Morales Rocketto:

Yeah. That's a really good question. I mean, you know, it's not popular to say this, but they actually are kind of doing a good job on the root causes. They've re-established some programs that supported children that were gotten rid of by the Trump administration. Now, I could use a lot of different rhetoric. This insistence on telling people not to come, I think suggests a completely naïve understanding of why people come here and how they make the decision to come here. They have a huge 10 point plan to address it. And so, that, I have been really heartened by.

Haines: And Tiffany, are there any legal protections or frameworks that we can use to address the climate refugee crisis?

Jeffers: I think Jess really brilliantly summarized the landscape and the framework of what's happening as it relates to the climate crisis. But if we think about international law governing bodies, changing the status of asylum from simply political asylum to climate asylum and incorporating climate asylum as another category for which people can be granted asylum in climate-safe countries, I think is one way that international communities can help with this crisis. But that lends itself to whether nation-states will allow themselves to be governed by international bodies of law. So, the language is only as helpful as the country is willing to allow itself to be governed by that particular type of language. And, as we've seen with many international treaties and other types of responsive language by international bodies, the United States is not always a willing participant.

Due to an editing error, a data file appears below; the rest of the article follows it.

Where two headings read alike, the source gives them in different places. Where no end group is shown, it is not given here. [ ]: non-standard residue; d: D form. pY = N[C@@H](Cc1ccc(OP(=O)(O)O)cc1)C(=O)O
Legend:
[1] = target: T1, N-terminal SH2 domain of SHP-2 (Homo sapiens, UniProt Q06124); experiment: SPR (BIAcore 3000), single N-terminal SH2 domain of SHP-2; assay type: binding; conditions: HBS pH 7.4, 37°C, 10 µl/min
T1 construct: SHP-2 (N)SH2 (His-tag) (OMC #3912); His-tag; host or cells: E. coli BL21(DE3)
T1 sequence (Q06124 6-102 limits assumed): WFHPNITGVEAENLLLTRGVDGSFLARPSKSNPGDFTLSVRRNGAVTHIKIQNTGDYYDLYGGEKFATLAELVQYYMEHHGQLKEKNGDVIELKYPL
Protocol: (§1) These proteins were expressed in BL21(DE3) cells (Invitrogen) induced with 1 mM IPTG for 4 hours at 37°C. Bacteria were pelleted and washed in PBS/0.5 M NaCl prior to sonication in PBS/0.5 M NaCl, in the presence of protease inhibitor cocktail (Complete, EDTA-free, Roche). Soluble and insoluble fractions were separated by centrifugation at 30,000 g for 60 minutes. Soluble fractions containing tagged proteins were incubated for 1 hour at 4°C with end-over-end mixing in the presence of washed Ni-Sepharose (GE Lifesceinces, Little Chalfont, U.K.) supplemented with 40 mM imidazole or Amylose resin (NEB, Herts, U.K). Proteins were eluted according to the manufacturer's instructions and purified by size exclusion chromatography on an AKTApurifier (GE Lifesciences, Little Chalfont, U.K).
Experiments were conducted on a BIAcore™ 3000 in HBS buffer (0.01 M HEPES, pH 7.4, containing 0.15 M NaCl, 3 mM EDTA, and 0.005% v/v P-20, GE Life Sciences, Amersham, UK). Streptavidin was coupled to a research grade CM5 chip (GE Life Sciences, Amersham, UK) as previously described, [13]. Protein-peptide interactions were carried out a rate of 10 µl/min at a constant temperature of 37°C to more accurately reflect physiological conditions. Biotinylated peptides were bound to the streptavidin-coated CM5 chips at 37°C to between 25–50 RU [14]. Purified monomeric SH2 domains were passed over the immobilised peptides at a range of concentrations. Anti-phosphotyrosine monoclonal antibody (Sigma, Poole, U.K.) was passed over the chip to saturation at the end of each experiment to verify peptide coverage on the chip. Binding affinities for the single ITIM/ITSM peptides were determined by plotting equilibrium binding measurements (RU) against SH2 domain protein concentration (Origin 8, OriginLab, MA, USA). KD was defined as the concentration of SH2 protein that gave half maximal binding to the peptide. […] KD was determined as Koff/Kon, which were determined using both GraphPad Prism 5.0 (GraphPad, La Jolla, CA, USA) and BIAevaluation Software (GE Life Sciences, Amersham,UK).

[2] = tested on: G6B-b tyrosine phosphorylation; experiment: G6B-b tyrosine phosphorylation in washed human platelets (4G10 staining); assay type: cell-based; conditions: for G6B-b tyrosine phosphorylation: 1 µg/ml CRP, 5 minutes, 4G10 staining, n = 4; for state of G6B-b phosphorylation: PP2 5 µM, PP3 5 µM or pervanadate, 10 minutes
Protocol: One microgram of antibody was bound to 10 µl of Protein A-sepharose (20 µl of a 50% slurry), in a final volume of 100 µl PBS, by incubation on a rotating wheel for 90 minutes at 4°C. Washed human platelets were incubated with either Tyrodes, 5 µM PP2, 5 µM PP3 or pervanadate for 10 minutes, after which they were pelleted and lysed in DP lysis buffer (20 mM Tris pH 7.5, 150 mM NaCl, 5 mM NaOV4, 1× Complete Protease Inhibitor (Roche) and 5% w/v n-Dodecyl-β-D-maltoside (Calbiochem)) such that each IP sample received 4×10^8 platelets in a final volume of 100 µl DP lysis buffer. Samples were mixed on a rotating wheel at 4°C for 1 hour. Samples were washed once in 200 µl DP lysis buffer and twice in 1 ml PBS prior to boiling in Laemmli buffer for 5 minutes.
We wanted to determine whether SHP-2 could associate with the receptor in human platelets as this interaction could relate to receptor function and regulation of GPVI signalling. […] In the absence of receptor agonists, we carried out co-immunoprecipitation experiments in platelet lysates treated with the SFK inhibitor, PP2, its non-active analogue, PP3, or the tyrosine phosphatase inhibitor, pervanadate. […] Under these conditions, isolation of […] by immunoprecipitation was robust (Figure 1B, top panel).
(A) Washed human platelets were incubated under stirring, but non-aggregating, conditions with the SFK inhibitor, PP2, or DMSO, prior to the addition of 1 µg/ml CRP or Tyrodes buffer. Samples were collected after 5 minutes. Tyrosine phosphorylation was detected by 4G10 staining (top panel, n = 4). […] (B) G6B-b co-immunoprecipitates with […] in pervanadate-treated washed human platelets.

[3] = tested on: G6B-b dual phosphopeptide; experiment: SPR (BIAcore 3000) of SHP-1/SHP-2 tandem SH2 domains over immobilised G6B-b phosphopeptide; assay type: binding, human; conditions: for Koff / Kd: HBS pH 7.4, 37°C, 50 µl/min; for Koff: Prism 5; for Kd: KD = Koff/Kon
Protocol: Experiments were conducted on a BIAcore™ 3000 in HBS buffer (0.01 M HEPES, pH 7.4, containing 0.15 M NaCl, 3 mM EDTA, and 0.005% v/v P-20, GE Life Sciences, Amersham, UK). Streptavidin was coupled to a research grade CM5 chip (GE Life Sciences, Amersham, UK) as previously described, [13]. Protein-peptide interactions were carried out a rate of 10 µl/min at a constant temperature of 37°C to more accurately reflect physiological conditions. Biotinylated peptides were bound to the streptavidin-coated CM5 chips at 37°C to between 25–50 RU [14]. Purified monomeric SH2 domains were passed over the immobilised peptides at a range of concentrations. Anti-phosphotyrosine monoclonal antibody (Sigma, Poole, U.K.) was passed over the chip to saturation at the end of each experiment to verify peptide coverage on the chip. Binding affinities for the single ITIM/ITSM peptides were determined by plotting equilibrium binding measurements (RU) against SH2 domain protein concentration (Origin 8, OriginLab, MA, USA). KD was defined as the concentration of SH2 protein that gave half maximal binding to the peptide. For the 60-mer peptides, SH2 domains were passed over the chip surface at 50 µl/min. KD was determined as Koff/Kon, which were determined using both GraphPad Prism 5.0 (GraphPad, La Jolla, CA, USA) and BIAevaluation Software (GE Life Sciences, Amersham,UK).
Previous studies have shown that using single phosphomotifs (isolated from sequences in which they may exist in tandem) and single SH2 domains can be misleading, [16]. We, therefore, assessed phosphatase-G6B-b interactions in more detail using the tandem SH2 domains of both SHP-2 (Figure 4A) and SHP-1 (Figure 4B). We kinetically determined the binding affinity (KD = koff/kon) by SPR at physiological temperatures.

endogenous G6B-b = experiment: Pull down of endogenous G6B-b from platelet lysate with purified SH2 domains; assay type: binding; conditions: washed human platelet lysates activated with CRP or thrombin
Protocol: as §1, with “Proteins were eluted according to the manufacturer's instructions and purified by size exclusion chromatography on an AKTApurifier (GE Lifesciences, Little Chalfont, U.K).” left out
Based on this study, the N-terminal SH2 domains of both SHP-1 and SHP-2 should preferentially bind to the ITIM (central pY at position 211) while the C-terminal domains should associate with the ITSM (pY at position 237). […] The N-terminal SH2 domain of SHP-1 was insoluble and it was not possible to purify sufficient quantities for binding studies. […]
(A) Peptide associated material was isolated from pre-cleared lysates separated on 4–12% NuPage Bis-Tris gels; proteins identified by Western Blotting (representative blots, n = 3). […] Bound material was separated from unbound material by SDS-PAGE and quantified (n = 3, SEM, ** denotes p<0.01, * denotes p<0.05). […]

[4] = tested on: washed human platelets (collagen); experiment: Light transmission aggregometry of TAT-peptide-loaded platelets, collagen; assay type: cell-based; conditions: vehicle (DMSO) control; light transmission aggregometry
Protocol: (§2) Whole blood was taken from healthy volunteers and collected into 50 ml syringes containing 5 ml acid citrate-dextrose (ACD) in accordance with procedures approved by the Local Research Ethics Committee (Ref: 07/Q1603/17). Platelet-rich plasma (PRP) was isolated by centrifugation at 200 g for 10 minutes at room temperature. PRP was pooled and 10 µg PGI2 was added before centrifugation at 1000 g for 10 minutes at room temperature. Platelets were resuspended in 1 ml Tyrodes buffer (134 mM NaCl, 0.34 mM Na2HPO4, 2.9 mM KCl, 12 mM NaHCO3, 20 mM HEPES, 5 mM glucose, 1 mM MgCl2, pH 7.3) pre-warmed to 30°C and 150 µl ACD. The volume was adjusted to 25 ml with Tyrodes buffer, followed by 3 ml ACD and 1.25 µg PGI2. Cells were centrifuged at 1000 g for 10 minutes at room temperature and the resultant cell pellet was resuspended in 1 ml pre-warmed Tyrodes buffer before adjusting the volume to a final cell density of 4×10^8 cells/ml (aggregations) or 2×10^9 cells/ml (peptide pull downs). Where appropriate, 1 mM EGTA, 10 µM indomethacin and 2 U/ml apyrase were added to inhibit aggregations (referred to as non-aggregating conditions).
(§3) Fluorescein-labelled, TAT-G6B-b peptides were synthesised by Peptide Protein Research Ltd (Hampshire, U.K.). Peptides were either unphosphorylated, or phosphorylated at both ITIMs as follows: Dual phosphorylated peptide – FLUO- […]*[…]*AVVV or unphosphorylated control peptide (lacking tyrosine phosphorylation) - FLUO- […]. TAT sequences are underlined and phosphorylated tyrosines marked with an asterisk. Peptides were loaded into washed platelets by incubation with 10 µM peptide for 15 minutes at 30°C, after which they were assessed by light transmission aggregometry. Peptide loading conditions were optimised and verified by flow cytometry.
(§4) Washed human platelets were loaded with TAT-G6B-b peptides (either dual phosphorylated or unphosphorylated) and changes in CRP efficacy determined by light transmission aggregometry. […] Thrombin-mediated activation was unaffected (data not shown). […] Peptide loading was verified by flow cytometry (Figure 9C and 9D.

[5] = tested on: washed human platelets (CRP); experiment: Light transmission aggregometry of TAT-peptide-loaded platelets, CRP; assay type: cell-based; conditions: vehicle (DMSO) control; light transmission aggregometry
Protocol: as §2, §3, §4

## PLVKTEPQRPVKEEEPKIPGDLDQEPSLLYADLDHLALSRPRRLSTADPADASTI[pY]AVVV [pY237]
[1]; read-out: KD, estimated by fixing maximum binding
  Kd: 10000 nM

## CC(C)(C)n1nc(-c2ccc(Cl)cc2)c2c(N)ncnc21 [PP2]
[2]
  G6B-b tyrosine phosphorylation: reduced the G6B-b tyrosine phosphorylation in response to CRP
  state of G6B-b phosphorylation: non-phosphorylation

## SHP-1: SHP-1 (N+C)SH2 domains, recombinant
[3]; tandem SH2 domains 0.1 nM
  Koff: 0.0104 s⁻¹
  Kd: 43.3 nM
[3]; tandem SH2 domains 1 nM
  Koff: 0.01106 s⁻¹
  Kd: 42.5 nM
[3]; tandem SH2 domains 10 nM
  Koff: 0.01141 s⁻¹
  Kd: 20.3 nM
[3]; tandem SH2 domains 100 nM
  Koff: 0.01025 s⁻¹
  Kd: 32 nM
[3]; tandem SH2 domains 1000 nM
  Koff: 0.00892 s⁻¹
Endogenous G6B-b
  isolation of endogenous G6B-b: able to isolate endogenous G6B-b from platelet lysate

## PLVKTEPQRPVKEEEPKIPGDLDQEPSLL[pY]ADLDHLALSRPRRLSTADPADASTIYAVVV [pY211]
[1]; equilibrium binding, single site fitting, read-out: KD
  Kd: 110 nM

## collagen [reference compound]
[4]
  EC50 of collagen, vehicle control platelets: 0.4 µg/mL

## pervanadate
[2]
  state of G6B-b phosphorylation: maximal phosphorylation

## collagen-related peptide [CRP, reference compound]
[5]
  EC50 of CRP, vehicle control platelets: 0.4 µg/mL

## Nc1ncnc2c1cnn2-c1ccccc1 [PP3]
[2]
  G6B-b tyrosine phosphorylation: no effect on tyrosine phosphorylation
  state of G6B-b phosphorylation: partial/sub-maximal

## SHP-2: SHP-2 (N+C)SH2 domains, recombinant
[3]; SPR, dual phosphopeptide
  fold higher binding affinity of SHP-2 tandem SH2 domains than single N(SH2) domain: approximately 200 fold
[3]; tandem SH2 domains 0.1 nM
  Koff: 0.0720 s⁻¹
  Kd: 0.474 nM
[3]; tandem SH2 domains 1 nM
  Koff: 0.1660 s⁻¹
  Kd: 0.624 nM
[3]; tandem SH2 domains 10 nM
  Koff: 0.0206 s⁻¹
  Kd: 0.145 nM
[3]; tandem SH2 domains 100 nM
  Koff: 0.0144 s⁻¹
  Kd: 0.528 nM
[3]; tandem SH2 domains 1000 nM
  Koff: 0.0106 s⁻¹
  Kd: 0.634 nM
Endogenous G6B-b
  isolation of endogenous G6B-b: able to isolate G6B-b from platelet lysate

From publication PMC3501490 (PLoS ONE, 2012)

Haines: Last weekend, the President was asked about the ongoing pandemic and misinformation and basically told reporters that Facebook is killing people and says that the only pandemic that we have is among the unvaccinated. And, this past week, he elaborated a little bit more on what he meant.

President Joe Biden:

Facebook isn't killing people. These 12 people are out there giving misinformation. Anyone listening to it is getting hurt by it. It's killing people. It's bad information. My hope is that Facebook, instead of taking it personally that somehow I'm saying Facebook is killing people, that they would do something about the misinformation.

Haines: So, Tiffany, what power does the executive branch even have to address private companies about their policies? And, are there any legal issues here that President Biden has to be careful about?

Jeffers: It's important to remember that corporations function legally as individuals in our legal system, and so, President Biden doesn't have direct authority to regulate Facebook's behavior specifically. He couldn't regulate my behavior specifically, either. So, we're thinking of Facebook as an individual. Now, he can collectively regulate corporation or social media company behavior through an executive order or encouraging Congress to act, but he really is limited in his ability to specifically regulate Facebook in any meaningful way.